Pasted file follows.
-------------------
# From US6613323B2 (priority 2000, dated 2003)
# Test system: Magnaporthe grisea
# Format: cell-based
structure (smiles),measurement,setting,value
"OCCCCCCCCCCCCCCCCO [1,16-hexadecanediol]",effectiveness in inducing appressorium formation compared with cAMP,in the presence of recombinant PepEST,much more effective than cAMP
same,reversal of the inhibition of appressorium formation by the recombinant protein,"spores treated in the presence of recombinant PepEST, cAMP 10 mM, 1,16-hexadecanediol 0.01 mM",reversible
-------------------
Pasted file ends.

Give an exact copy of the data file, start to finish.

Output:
# From US6613323B2 (priority 2000, dated 2003)
# Test system: Magnaporthe grisea
# Format: cell-based
structure (smiles),measurement,setting,value
"OCCCCCCCCCCCCCCCCO [1,16-hexadecanediol]",effectiveness in inducing appressorium formation compared with cAMP,in the presence of recombinant PepEST,much more effective than cAMP
same,reversal of the inhibition of appressorium formation by the recombinant protein,"spores treated in the presence of recombinant PepEST, cAMP 10 mM, 1,16-hexadecanediol 0.01 mM",reversible